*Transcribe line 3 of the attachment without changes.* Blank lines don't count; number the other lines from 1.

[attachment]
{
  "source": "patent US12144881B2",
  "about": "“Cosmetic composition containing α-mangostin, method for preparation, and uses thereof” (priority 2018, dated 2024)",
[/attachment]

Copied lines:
  "about": "“Cosmetic composition containing α-mangostin, method for preparation, and uses thereof” (priority 2018, dated 2024)",